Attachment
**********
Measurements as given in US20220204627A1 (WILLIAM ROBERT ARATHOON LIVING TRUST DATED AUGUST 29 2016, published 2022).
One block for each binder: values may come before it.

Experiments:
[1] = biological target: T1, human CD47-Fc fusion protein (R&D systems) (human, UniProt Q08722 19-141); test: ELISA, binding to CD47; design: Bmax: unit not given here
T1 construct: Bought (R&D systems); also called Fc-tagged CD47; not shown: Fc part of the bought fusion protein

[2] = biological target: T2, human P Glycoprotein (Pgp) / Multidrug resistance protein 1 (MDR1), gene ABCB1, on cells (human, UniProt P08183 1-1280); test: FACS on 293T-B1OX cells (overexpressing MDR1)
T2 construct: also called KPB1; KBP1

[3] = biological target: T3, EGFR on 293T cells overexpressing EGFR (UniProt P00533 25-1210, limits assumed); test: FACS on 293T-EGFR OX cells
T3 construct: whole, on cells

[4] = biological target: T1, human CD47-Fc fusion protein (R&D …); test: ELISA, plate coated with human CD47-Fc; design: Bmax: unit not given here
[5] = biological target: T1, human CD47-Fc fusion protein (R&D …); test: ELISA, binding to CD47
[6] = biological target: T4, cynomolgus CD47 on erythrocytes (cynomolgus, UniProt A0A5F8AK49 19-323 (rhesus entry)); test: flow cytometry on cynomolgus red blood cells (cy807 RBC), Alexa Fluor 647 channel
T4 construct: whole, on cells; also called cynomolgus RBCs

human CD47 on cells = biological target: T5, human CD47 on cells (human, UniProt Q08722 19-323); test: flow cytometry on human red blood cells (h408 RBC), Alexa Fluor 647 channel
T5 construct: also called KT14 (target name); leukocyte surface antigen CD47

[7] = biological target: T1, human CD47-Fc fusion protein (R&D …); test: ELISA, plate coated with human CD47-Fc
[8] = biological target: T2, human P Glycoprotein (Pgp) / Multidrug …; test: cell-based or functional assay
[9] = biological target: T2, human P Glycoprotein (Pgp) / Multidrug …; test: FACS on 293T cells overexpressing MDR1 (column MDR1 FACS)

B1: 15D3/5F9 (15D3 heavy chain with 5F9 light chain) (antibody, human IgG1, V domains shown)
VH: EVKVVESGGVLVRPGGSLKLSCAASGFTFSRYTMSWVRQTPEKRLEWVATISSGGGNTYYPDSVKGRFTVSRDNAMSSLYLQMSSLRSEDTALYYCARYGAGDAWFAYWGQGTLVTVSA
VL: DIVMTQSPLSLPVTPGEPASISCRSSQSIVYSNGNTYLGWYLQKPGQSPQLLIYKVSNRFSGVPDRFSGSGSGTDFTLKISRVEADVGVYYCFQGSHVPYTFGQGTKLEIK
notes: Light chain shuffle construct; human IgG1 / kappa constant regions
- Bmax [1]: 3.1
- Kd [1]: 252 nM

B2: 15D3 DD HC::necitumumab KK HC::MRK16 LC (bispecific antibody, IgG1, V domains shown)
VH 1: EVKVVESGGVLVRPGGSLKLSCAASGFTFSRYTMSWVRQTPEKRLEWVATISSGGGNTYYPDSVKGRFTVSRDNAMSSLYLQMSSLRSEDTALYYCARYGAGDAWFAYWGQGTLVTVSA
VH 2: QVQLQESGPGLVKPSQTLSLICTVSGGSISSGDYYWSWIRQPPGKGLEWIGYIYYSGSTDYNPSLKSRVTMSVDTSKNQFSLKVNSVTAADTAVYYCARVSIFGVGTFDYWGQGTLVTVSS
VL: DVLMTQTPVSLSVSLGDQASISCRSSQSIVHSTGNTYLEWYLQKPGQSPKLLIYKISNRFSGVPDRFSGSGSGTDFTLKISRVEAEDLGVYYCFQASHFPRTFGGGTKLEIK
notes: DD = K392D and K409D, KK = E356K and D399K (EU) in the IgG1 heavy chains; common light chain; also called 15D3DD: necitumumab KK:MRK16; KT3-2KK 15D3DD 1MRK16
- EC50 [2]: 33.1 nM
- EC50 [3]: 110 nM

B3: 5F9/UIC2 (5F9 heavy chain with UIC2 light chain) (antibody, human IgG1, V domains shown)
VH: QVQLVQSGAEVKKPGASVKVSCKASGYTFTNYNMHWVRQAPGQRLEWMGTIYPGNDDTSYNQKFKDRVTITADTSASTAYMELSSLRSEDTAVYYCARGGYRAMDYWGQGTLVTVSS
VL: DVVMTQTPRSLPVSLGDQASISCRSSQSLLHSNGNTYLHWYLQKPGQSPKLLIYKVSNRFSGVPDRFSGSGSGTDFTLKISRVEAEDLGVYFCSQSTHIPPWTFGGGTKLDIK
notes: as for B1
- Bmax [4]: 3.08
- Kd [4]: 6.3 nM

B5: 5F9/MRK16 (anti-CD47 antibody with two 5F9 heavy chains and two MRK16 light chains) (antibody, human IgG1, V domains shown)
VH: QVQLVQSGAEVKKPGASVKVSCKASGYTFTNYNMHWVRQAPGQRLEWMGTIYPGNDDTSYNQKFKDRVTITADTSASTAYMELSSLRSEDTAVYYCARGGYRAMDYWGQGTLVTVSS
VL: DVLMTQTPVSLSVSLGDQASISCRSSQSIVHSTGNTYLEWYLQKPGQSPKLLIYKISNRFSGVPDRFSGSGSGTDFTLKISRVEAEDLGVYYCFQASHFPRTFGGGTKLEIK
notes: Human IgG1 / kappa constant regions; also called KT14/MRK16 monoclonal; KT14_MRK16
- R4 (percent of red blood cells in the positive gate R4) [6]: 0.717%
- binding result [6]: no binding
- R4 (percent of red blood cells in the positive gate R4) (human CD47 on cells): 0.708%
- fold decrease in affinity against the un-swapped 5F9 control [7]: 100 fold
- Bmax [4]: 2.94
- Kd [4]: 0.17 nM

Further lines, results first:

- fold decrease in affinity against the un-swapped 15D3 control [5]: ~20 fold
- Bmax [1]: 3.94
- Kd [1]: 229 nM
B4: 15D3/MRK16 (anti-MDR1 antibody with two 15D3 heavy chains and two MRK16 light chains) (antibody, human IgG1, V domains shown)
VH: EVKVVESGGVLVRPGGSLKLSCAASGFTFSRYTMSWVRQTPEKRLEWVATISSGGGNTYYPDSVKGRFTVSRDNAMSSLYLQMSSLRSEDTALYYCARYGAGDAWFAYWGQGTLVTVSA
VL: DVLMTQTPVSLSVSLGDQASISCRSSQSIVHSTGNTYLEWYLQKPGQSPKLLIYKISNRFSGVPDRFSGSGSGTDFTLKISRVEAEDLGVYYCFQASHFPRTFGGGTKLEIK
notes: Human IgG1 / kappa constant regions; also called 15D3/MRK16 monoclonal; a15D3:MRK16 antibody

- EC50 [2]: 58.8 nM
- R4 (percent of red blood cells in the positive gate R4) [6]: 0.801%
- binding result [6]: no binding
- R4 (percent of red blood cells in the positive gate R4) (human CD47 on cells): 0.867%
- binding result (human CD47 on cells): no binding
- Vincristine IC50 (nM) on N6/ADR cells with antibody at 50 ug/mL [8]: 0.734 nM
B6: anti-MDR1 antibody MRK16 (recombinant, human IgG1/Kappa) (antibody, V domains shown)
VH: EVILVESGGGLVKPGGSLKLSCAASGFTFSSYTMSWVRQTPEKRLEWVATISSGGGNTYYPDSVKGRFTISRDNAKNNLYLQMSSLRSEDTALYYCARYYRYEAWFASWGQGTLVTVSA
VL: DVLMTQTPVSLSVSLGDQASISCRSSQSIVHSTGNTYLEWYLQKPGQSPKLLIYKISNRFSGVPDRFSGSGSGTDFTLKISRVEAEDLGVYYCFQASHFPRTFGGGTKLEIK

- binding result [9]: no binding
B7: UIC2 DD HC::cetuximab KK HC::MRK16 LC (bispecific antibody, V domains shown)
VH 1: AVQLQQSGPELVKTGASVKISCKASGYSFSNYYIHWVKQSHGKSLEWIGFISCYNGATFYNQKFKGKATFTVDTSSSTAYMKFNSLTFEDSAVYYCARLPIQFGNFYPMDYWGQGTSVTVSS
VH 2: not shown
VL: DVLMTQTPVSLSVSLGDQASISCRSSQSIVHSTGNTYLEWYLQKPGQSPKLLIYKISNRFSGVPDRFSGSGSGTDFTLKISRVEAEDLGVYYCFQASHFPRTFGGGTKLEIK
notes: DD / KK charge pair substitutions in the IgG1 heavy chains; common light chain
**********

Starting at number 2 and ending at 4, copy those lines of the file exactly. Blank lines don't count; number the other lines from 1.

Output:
One block for each binder: values may come before it.

Experiments:
[1] = biological target: T1, human CD47-Fc fusion protein (R&D systems) (human, UniProt Q08722 19-141); test: ELISA, binding to CD47; design: Bmax: unit not given here